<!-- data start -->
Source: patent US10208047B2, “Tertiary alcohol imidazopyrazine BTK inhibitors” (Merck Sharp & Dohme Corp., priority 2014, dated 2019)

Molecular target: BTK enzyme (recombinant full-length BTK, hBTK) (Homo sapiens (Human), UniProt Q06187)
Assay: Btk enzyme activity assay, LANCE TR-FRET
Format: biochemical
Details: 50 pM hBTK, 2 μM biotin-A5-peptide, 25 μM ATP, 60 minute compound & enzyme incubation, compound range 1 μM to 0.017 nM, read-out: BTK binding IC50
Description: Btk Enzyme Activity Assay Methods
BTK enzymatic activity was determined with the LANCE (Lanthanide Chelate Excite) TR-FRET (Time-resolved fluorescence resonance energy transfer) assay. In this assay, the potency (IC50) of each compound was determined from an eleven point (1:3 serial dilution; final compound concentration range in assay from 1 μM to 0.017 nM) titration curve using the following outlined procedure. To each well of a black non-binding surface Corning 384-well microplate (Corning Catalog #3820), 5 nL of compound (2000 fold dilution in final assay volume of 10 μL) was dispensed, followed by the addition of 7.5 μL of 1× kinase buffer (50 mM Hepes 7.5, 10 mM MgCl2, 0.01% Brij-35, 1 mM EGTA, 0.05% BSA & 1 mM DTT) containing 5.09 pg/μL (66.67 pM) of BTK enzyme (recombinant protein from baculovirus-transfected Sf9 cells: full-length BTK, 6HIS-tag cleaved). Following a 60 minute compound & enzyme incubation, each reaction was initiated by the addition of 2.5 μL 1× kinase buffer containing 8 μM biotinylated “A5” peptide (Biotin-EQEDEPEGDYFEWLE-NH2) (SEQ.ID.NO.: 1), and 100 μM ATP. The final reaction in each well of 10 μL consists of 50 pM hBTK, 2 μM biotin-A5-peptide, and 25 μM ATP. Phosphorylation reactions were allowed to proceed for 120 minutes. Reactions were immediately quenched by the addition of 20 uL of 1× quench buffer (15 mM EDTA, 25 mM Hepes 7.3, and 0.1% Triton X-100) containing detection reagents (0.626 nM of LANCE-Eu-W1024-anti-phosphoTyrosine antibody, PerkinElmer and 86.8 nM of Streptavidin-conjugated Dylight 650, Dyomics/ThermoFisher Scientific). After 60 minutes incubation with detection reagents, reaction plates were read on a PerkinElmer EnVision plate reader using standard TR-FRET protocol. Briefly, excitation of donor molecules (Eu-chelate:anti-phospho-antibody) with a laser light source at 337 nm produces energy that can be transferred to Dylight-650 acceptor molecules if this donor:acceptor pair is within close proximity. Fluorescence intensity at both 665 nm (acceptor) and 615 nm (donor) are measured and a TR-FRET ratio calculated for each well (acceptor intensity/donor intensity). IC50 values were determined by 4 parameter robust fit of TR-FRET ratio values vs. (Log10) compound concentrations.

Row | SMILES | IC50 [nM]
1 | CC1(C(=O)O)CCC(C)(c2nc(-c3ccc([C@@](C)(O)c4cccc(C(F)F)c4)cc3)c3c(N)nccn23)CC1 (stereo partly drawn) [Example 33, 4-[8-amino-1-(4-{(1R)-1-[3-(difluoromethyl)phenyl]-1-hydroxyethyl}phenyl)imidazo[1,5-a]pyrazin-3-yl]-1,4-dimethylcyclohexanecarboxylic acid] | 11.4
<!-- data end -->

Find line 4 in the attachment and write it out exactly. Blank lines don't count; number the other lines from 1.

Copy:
Format: biochemical